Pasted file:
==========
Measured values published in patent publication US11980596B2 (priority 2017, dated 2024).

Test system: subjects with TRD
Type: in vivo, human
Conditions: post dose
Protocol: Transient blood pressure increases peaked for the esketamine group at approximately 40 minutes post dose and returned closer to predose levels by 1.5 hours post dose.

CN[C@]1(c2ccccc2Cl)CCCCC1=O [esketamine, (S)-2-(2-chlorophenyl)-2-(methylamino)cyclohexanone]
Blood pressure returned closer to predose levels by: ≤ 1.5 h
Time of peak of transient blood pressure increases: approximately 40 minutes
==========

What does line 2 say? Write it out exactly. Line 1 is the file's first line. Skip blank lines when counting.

Test system: subjects with TRD